ANSI Z359.14-2021 Explained: What It Means for SRDs

ANSI Z359.14-2021 thumbnail

The new ANSI Z359.14-2021 standard, approved in June 2021, introduces significant changes to the classification and testing of  Self-Retracting Devices (SRDs) used in fall protection systems.

On August 1, 2023, ANSI/ASSP Z359.14-2021 will go into effect, requiring manufacturers to meet the new testing and labeling requirements.

The changes aim to simplify the types and classes of SRDs, increase safety factors on multiple components and tests, and introduce new testing for personal SRDs.

Read through our guide to learn what the new standards changes and how to find the right SRD for you.


What did ANSI Z359.14-2021 change?

SRD Types

ANSI Z359.14-2021 srl types

Previously, SRDs were categorized by type (SRL, SRL-R, SRL-LE) and class (Class A or Class B).

However, this led to confusion and improper fall clearance calculations.

The new standard simplifies this by introducing new types (SRL, SRL-P, SRL-R).

Type SRL is defined by the standard as, “These mechanical fall arresters feature a locking mechanism and energy management system. In addition to arresting the fall of the user, this design limits the forces imparted onto the user.”

Type SRL-P is defined by the standard as a personal device, “worn by the user on a full-body harness to be used as a fall arrest connector.”

Type SRL-R is defined by the standard as any device that, “includes an integral means for assisted rescue via raising or lowering the rescue subject.”

Note that the ANSI Z359.14-2021 standard applies to the three types listed above, as well as hybrid combinations of them.

SRD Classes

SRD classes now refer to acceptable anchorage locations, instead of overhead performance capabilities.

The table below shows how these new classifications bring more rigorous regulations compared to the previous Class A and Class B classifications.

ANSI Z359.14-2021 criteria

Class 1 identifies SRDs that must anchor at or above the dorsal D-ring with a maximum free fall of 2 feet or less, while Class 2 identifies SRDs that may anchor at, above or up to 5 feet below the dorsal D-ring with a maximum free fall of 6 feet or less over an edge.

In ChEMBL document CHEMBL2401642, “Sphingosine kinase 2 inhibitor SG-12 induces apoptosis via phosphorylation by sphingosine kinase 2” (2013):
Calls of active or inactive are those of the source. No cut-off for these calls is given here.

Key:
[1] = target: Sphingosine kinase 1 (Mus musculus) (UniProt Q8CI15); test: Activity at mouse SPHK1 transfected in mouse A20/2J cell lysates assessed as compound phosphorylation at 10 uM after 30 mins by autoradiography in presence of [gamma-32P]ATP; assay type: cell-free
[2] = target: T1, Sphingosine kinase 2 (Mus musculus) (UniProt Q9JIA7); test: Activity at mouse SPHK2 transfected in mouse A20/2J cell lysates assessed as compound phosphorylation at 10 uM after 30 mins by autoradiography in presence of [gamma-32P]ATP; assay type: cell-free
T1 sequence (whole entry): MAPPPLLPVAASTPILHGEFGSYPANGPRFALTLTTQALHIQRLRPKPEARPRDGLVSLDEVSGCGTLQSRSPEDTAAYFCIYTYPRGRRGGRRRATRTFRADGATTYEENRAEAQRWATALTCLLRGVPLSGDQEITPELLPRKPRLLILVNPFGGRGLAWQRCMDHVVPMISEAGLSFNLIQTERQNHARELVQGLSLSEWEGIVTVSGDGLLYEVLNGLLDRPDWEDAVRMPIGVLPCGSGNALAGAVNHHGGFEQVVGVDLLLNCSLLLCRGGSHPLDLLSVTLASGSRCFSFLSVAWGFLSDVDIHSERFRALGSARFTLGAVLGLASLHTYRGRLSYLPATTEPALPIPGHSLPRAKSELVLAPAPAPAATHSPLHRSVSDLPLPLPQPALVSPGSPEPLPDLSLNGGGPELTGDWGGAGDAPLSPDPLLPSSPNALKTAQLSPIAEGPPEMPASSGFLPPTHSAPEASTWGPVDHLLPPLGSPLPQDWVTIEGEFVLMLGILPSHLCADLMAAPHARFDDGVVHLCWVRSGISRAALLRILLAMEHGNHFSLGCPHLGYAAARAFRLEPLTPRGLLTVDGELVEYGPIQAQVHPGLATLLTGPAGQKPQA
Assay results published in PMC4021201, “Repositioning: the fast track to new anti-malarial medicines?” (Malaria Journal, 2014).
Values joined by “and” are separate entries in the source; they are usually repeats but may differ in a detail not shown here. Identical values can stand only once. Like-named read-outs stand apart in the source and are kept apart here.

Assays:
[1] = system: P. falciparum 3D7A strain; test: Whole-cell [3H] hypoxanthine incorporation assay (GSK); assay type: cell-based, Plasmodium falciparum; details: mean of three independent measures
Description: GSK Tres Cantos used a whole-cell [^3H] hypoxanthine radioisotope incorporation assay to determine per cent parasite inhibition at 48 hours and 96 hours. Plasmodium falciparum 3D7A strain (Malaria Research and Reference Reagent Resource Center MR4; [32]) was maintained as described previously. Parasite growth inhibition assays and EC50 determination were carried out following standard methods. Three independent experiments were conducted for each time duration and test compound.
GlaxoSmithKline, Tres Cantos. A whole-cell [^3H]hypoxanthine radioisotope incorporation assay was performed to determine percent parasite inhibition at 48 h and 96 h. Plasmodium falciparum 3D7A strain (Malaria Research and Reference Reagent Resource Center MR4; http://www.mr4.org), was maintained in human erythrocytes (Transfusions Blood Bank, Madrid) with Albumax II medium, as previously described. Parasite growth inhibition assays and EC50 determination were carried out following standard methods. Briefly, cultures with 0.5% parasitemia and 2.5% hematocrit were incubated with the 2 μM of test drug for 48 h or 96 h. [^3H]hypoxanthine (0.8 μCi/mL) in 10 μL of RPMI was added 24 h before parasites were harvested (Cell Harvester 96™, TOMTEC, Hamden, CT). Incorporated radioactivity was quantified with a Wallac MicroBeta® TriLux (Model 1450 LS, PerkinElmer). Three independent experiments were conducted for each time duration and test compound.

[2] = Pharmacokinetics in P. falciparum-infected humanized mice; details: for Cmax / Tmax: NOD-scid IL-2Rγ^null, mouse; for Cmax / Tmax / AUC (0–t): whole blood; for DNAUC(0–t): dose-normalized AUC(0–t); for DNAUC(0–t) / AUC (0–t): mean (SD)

Class 2 SRDs must also be  leading edge rated.

ANSI Z359.14-2021 Class 1 Class 2 Chart

For jobsites with edge exposures, look for Class 2 SRLs if you need to be compliant with ANSI/ASSP Z359.14-2021.

SRD Labeling Requirements

All SRDs compliant with ANSI/ASSP Z359/14-2021 must feature one of the labels below to clearly state its classification.

ansi-z359.14-2021 chart

Class 2 SRLs must also include a fall clearance table or diagram on the device itself and the user manual.

With these new requirements, both the end user and Competent Person are able to more easily access the clearance information on the SRD.

When does my current SRD need to meet ANSI/ASSP Z359.14-2021 compliance?

The new standard takes effect on August 1, 2023.

We recommend getting in touch with your manufacturer for assistance regarding how the new standard affects your current devices and to prepare for the transition to 2021 complaint SRDs.

FallTech’s  in-depth blog post is a great starting point if you’re looking for a deeper understanding of the new standards.

“This question has a two-part answer that depends on the ANSI compliance requirements of your organization or worksite. 

If strict ANSI compliance is required, then after August 1, 2023, only a Class 2 SRL-P will be appropriate for this application. 

If only OSHA compliance is mandated, then the existing device may continue to be used as approved by your Competent Person, Qualified Person, and/or Professional Engineer. 

You should use a five-foot set-back distance versus an anchorage at the leading edge because it equips your fall protection system to arrest the fall more quickly. 

If your anchorage is at the edge, the SRL will create additional freefall distance as it retracts. 

The pawl mechanism also needs the lifeline to pay out fast enough to engage. 

With a zero-foot set-back distance and below D-ring foot-level tie-off, it won’t activate until the worker has fallen below the device hanging beneath the leading edge, further delaying the arrest. 

With a five-foot set-back distance, this payout begins as soon as the user’s D-ring passes below the level of the anchorage. 

You can eliminate the extra freefall length, lower the MRFC, and create a safer working environment."

Why Chose Jendco Safety Supply for Your Fall Protection Needs

Jendco’s reputation as a leading safety distributor is only a part of a broader mission to meet the needs of our customers, now and in the future.

When you trust Jendco with your fall protection needs, you get a partner that goes beyond the usual distributor role to offer superior service and technical assistance.

Our knowledgeable sales team is ready to assist you with any and all fall protection needs.

As a family-owned business with over 30 years of experience, we provide a more personalized experience than other distributors.

Need help finding compliant SRLs? Looking for pricing information?

We’re ready and available to give you the information you need.

Explore our wide range of  Class 1 compliant SRLs and Class 2 compliant SRLs to find devices from brands you know and trust, ready to be delivered quickly.

Jul 21, 2023 Myron Goldsmith

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